Understand Smart Money Management
The typical football bettor thinks like this. "I have $10,000 to start the season with. Week 1 in the National Football League, I like 7 NFL games and 5 NCAA football contests, so I will bet $100 per game." Unless that bettor is very, very lucky, this is an unmanageable and unsustainable strategy. No respectable professional football bettor would ever risk 12% of his bankroll (12 bets at $100 each in this example) in a single week of action, unless he saw something so statistically perfect that it only comes around once every couple of years. Smart money management means dividing your bankroll at the start of the season, before you place the first wager, by the total number of bets you will make all year.
If you routinely make 12 bets each week during the NCAA and NFL football seasons, that is 156 NCAA regular-season and 192 regular-season NFL wagers. So with a standard $10,000 starting bankroll, your average wager per game to start the year would be $28.74. This is what the pros do so they can weather any bad luck run, or miscalculation of the statistics and odds on their part. In that scenario, you can certainly bet more than $28.74 per game if you like. Just understand that if you're placing 12 bets each week on NFL and NCAA action and you do not win at least 52.4% of the time, your betting will be over long before the season is.
The Pros Pounce with Lightning Speed When They See Some Statistical Anomaly
Professional football bettors do a lot more math and number crunching than Joe Public. That's why they are consistently successful. But they also know how to take advantage of a good thing quickly when they see it. In the 2014 NFL preseason, weeks before any games were played, National Football League officials announced they were going to be much harsher on defensive players regarding "defensive holding", "illegal use of the hands" and "illegal contact" penalties. The average sports bettor took no notice. But the professional gambler began salivating and was ready to take advantage. After the second week of preseason NFL games, the guys in the stripes had thrown 104 flags for defensive holding, 70 for illegal use of the hands and 55 for illegal contact.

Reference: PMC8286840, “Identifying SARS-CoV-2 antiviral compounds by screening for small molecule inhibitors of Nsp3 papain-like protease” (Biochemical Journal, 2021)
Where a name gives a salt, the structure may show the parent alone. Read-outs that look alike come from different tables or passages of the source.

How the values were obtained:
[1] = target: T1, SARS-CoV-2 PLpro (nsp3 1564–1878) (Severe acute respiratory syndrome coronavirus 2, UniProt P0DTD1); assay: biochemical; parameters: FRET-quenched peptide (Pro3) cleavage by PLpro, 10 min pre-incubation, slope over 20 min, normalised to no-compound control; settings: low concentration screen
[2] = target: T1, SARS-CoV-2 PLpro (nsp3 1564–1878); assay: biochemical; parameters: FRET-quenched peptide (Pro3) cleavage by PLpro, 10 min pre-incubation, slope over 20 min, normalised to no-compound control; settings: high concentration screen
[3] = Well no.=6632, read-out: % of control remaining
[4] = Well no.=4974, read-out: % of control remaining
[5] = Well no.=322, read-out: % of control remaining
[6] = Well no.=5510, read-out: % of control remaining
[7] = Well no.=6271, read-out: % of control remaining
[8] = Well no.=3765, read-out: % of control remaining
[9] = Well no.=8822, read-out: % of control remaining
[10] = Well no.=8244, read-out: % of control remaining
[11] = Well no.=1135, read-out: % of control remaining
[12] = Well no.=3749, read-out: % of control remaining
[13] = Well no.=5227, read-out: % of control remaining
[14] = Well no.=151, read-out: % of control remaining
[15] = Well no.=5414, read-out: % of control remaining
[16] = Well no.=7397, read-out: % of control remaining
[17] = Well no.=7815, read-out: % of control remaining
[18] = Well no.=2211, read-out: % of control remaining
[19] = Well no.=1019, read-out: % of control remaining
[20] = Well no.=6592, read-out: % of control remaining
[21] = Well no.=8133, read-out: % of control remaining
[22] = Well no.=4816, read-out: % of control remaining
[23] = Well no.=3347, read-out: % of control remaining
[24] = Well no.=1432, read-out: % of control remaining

That amounted to a ridiculous 229 first downs that offensive units were given in just 32 preseason games. Give even the worst NFL offense an extra 7.1562 first downs each and every game, and the scoring is going to go up. Professional gamblers knew this, and they began pounding the "over" on the posted total weeks 1 and 2 so hard that something happened which has never occurred before. Week 3 of the preseason sportsbook number crunchers posted every single game's point total number over 40. But it was too late. The estimates were that in Las Vegas alone, tens of millions of dollars were made just because intelligent sports bettors noticed this anomaly and took advantage. The average bettor did not. Do your math, read and listen to every bit of NFL and NCAA news, even regarding the zebras, and move swiftly when opportunity presents itself.